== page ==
4 Results

Figure 2: The ROC curves for the ISIC 2018 skin cancer segmentation dataset. Our loss has a better Area Under the ROC curve than the baseline. The curves are plotted for the best performing models for our experiments on this task.
Figure 3: The ROC curves for the Data Science Bowl 2018 cell nuclei segmentation dataset. It can be seen that when the imbalance is high, our loss provides a much more robust and significant Area Under the ROC curve than the baseline, demonstrating a superior convergence. The curves are plotted for the best performing models from our experiments on this task.

We compare the performance of our loss (Table 3) with the jaccard loss (JL), dice loss (DL), tversky loss (TL) [11], focal loss (FL) [6] and the combo loss (CL) [5]. The ISIC 2018 dataset shows the least imbalance and hence the results are fairly even for this dataset, though our loss get the best IoU. This is also exhibited in Figure 2. The nuclei segmentation dataset exhibits more class imbalance, where our loss shows significantly superior performance compared to all the other losses. We get significant gains over the baseline AUC as shown in figure 3. We do not compare the DRIVE dataset by the AUC or accuracy as these metrics are fairly saturated for this dataset and don’t offer any statistically significant insights. It is interesting to note that we get an improved F-measure score and the best in class IoU, which given the large number of patches extracted, is statistically significant. Our loss shows significantly better performance than the baseline dice loss for all three datasets, which means that it manages to optimize the loss to a significantly better minimum on the loss landscape leading to a more optimal solution. In all cases, the trend shown by our loss is to converge to within delta of the optimal solution and then refine the convergences using the adaptive strategy. Without the adaptive strategy, our loss often gets stuck in local minimum, which reiterates the importance of having such a piecewise continuous loss. The other loss functions (especially dice loss) exhibit slightly unstable convergence and also take longer to reach within delta of the optimal solution. We observed that our loss always converged faster than JL, DL, TL and CL. FL convergence is at par with our loss, while TL converges more smoothly.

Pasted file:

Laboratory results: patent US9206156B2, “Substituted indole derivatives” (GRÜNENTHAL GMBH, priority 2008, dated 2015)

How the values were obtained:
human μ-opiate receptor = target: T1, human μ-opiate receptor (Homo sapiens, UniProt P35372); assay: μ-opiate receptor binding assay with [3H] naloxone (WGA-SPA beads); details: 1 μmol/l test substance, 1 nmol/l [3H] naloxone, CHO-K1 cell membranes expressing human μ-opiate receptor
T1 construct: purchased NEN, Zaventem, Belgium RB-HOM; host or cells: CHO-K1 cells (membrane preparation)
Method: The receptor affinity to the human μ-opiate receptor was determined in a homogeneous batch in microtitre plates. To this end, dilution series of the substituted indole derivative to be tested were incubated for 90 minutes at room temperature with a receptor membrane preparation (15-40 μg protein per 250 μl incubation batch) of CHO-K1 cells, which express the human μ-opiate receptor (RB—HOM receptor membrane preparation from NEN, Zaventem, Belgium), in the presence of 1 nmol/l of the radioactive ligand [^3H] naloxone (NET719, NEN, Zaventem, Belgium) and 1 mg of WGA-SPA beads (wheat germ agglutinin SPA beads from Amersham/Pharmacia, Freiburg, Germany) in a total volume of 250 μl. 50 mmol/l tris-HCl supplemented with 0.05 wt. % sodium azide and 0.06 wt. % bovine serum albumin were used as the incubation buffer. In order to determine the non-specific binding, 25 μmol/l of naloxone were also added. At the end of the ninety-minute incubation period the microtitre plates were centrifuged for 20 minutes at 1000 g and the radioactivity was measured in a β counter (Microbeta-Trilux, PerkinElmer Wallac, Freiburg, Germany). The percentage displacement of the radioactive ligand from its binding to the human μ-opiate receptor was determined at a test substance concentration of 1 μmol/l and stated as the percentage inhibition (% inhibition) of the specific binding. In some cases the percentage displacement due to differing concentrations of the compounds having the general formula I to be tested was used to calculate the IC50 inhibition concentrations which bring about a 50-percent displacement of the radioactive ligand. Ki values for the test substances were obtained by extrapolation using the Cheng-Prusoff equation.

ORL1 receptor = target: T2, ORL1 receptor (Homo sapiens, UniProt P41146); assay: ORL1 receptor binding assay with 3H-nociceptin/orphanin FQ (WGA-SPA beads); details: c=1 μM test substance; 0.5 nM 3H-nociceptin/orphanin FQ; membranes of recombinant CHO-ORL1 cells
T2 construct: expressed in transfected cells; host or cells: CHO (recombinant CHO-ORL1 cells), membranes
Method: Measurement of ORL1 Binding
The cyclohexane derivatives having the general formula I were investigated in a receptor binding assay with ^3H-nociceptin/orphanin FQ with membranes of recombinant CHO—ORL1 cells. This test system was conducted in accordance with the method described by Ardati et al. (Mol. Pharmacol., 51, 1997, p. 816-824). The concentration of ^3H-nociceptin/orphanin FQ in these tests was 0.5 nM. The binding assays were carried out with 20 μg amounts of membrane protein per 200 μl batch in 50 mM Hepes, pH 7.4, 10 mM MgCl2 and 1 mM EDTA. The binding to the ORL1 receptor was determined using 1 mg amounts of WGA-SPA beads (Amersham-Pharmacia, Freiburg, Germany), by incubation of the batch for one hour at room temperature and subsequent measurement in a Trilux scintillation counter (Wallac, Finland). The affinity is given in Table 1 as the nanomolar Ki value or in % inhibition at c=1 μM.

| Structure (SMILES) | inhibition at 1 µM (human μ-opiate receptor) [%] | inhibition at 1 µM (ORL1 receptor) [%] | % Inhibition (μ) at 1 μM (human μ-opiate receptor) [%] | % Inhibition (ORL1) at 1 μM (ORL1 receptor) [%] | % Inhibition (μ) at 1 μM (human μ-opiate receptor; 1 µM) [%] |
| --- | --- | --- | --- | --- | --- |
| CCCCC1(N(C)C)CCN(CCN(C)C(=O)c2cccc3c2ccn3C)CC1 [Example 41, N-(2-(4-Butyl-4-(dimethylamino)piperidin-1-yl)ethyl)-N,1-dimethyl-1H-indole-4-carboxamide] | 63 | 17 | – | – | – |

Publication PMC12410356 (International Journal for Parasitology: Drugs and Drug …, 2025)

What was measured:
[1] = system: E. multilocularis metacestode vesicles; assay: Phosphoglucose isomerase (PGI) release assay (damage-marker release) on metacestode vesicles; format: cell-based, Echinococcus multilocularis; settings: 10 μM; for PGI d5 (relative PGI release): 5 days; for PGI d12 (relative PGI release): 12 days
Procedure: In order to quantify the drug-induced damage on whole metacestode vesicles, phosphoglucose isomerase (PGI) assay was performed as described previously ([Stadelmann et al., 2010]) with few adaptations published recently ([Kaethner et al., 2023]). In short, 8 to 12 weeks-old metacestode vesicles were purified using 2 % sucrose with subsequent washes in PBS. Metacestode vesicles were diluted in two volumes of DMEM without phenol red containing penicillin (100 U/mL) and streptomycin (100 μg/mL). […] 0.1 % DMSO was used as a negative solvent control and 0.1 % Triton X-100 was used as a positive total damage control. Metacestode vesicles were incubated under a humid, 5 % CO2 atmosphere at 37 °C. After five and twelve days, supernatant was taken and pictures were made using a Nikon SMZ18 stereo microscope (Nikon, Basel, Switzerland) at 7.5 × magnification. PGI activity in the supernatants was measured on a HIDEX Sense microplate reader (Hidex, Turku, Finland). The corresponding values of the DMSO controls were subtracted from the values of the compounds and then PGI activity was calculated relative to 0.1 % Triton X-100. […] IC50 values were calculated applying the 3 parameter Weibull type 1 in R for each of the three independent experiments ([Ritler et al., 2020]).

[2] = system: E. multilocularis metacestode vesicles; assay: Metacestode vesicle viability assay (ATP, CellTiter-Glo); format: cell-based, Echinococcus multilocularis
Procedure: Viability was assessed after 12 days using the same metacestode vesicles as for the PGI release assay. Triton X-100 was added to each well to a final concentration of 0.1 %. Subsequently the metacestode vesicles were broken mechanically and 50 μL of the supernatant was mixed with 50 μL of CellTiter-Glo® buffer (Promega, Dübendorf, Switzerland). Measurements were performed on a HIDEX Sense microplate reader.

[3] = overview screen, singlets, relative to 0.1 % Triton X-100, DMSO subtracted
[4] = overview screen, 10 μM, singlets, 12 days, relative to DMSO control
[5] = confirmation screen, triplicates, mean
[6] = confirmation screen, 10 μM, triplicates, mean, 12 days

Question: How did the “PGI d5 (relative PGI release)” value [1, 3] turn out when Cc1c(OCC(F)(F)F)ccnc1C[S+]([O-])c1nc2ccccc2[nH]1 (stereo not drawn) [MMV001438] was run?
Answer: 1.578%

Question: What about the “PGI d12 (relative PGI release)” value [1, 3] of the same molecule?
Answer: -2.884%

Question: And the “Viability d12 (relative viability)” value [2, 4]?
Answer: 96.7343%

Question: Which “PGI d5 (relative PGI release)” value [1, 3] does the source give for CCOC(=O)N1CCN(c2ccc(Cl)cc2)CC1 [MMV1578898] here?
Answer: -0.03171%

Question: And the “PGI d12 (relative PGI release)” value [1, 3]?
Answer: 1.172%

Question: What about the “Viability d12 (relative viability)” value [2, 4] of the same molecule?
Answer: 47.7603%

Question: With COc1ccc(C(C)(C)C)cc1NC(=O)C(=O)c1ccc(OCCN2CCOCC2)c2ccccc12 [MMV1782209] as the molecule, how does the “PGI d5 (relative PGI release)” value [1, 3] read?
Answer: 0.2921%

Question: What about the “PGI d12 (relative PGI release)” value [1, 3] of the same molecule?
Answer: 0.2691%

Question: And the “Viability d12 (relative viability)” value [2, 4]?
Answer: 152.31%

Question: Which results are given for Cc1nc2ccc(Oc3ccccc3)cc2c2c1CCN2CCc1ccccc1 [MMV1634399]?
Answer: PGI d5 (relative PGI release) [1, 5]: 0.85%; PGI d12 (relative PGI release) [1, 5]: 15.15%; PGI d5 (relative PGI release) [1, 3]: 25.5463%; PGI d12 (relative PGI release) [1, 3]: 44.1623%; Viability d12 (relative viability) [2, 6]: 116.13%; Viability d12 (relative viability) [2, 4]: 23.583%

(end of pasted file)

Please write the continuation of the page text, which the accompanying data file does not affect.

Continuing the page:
Method ISIC Data Science Bowl DRIVE
Recall Specificity Jaccard Recall Specificity Jaccard F-Measure Recall Jaccard
U-Net (JI) 78.62 85.21 72.96 76.27 81.29 73.64 78.46 73.28 65.37
U-Net (DL) 76.12 83.74 69.34 74.92 82.85 64.57 78.94 74.10 67.79
U-Net (TL) 80.82 86.98 74.18 79.21 85.81 77.72 79.89 74.47 66.18
U-Net (FL) 83.76 89.85 79.17 78.27 86.88 78.82 80.07 75.65 68.96
U-Net (CL) 82.19 87.96 75.87 77.34 85.63 78.24 79.26 74.33 67.42
U-Net (ALL) 83.56 88.47 77.69 79.88 87.27 79.71 81.41 75.83 69.23
FocusNet (JI) 80.13 86.17 72.28 77.12 84.19 74.97 77.87 73.28 64.67
FocusNet (DL) 80.78 85.81 71.92 78.37 84.92 77.82 77.86 73.98 64.71
FocusNet (TL) 84.86 90.62 77.63 79.64 88.27 77.28 81.31 74.19 68.66
FocusNet (FL) 86.19 93.95 82.78 79.26 89.17 78.73 81.28 76.89 69.57
FocusNet (CL) 84.82 86,19 78.63 80.65 87.34 79.35 78.64 74.18 68.34
FocusNet (ALL) 86.62 92.78 82.84 82.51 90.86 81.37 82.17 76.13 70.96
Table 3: Segmentation results for the three datasets. All values in the ISIC 2018 experiments, Data Science Bowl and the DRIVE retinal blood vessel segmentation datasets are averaged over 3, 5 and 2 runs respectively to average out the effects of random weight initialization as much as possible. The values reported are all in %.
Method Dice Precision Recall
U-Net (FTL) 82.92 79.74 92.61
Att-U-Net+M+D (FTL) 85.61 85.82 89.71
FocusNet (ALL) 87.14 88.11 90.47
Table 4: Experiments run for the ISIC 2018 dataset training-validation-test split in [1]. Our reported values (in %) are averaged over 3 runs. ’M’ denotes Multi Scale Input. ’D’ denotes deep supervision.

5 Conclusion

In this paper, we proposed an enhanced loss function that potentially constructs a loss landscape that is easier to traverse via backpropagation. We tested our approach on 3 datasets that show varied class imbalance. As the imbalance in the data increases, our loss provides a more robust solution (along with faster convergence) to this prominent problem compared to other state-of-the-art loss functions. We base these conclusions on carefully constructed evaluation metrics for each task that show superior performance in favour of our loss.